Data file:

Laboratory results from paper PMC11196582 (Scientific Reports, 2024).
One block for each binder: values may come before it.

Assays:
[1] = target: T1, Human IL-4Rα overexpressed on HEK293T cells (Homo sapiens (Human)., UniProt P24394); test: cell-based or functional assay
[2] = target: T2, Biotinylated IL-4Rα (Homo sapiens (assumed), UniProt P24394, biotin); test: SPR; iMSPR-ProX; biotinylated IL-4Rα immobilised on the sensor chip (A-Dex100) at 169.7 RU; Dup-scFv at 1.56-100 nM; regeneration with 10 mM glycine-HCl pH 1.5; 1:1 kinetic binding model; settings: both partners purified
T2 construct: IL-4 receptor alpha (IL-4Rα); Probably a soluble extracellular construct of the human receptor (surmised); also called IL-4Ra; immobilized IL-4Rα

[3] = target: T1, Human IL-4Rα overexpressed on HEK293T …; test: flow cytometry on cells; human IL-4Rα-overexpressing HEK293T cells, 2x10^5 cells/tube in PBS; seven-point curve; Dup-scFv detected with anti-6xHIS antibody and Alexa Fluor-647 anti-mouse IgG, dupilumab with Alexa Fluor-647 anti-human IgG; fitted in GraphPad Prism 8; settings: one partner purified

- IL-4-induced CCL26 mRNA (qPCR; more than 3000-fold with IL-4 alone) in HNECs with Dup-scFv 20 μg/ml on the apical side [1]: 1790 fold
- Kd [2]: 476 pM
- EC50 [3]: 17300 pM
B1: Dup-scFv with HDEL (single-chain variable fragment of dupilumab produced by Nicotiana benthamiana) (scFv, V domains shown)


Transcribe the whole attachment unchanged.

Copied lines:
Laboratory results from paper PMC11196582 (Scientific Reports, 2024).
One block for each binder: values may come before it.

Assays:
[1] = target: T1, Human IL-4Rα overexpressed on HEK293T cells (Homo sapiens (Human)., UniProt P24394); test: cell-based or functional assay
[2] = target: T2, Biotinylated IL-4Rα (Homo sapiens (assumed), UniProt P24394, biotin); test: SPR; iMSPR-ProX; biotinylated IL-4Rα immobilised on the sensor chip (A-Dex100) at 169.7 RU; Dup-scFv at 1.56-100 nM; regeneration with 10 mM glycine-HCl pH 1.5; 1:1 kinetic binding model; settings: both partners purified
T2 construct: IL-4 receptor alpha (IL-4Rα); Probably a soluble extracellular construct of the human receptor (surmised); also called IL-4Ra; immobilized IL-4Rα

[3] = target: T1, Human IL-4Rα overexpressed on HEK293T …; test: flow cytometry on cells; human IL-4Rα-overexpressing HEK293T cells, 2x10^5 cells/tube in PBS; seven-point curve; Dup-scFv detected with anti-6xHIS antibody and Alexa Fluor-647 anti-mouse IgG, dupilumab with Alexa Fluor-647 anti-human IgG; fitted in GraphPad Prism 8; settings: one partner purified

- IL-4-induced CCL26 mRNA (qPCR; more than 3000-fold with IL-4 alone) in HNECs with Dup-scFv 20 μg/ml on the apical side [1]: 1790 fold
- Kd [2]: 476 pM
- EC50 [3]: 17300 pM
B1: Dup-scFv with HDEL (single-chain variable fragment of dupilumab produced by Nicotiana benthamiana) (scFv, V domains shown)